Dr. Romance: If You're The Problem You Can Also Be The Solution

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Dr. Romance: If You're The Problem You Can Also Be The Solution
Dr. Romance answers questions from a reader about balancing her own relationship.

Dear Dr. Romance:

I am married 19 years and my husband and I have two children. We have a good marriage in so many ways, yet we continuously cycle to a low point every couple of months, primarily due to my change in mood and feelings about the relationship.

A bad case of ambivalence on my part. We recently had a nice break from one another with my travel for work. We decided to let go of the past negatives we know about one another and our relationship and start fresh. I really like this idea.

I've only been home for a few days and it's working so far. My goal is to have some guidance on setting the tone for our future. I really like what you wrote in "Attitude Adjustment" about inner peace, calmness and maintaining that balance.

I definitely am the one in the relationship who becomes unbalanced. My husband has never changed his feelings for me. He's very predictable and I think I may take him for granted. I want to avoid rehashing and complaining about the past. I'm not sure if this is doable.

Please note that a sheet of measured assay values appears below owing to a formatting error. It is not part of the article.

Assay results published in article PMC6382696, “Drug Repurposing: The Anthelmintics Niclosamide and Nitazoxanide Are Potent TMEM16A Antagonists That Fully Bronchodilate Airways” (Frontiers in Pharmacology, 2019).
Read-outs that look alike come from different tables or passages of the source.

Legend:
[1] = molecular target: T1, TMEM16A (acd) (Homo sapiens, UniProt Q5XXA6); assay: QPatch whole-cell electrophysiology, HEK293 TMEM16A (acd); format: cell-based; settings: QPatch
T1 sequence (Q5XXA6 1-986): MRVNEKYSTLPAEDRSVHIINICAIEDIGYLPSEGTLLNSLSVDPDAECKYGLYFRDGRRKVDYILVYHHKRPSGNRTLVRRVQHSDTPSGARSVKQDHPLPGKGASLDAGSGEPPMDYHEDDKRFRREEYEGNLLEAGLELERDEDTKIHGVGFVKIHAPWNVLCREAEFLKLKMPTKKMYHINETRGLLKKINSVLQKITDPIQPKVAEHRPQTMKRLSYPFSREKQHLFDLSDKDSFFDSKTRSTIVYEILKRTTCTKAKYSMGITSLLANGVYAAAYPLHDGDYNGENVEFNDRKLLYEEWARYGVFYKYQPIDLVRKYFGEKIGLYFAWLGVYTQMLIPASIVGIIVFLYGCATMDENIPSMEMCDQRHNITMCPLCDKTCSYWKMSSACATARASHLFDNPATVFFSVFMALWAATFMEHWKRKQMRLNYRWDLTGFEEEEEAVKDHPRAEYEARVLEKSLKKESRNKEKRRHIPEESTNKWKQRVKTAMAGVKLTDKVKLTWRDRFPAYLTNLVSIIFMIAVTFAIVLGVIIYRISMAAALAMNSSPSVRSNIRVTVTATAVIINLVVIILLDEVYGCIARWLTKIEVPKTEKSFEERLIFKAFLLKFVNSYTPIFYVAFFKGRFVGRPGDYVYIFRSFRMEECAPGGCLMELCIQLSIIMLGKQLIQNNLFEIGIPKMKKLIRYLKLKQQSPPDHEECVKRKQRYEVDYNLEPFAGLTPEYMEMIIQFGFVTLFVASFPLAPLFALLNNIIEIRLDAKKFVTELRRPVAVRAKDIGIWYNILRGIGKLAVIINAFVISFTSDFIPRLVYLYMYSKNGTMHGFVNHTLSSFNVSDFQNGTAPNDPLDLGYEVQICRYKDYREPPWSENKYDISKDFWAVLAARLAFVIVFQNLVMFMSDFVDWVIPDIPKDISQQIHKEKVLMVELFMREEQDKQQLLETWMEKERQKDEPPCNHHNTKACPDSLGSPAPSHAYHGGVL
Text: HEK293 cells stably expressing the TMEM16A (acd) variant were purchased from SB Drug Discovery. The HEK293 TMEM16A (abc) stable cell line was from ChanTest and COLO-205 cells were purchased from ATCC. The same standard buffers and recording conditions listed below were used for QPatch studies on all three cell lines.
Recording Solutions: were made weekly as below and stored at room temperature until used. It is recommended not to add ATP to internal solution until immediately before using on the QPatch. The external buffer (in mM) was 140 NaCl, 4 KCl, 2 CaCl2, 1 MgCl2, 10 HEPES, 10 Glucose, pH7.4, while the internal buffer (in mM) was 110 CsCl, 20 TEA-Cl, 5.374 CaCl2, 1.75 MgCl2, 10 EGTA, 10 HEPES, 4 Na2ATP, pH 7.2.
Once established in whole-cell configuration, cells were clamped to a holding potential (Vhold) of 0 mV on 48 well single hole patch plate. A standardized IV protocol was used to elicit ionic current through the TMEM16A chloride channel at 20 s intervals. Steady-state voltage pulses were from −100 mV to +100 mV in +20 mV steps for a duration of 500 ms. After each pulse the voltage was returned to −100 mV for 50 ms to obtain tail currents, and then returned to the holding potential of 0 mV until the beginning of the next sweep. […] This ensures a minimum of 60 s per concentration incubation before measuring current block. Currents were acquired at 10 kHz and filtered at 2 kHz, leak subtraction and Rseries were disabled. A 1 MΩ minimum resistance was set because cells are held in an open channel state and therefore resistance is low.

We have had counseling in the past. It has been helpful, but I feel it's a waste of time to sit in a counseling office and complain about one another. I truly want some viable solutions. I would appreciate any feedback you can give me at this point and any particular books you can recommend would be helpful as well.

Dear Reader:

If you really think the problem is your mood, why not get counseling by yourself? As the article says, you can learn how to gain control of your emotional reactions, and also to learn to respond thoughtfully rather than act out like an undisciplined child. You can learn to calm yourself down, and to work with your husband instead of reacting like a crazy person. "Stop Reacting and Start Relating" shows you how you should relate to your husband, "Peace Begins at Home" will help you calm yourself down, "Relating With Love" will teach you how to be more loving and considerate, and "Resolving Inner Anarchy" will help you learn to sort out your thinking before you speak. It Ends with You: Grow Up and Out of Dysfunction will help you understand why you react the way you do and change your attitude and reactions. Love Styles: How to Celebrate Your Differences will help you and your husband repair the damage.

For free relationship tips and courses: LoveForever.com

More Marriage Advice from YourTango:

This article was originally published at . Reprinted with permission.
Article contributed by
Advanced Member

Dr. Tina Tessina

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Tina B. Tessina, Ph.D.
http://www.tinatessina.com
tina@tinatessina.com
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Dr. Romance Blog: http://drromance.typepad.com/dr_romance_blog/
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Location: Long Beach, CA
Credentials: LMFT, MFT, PhD
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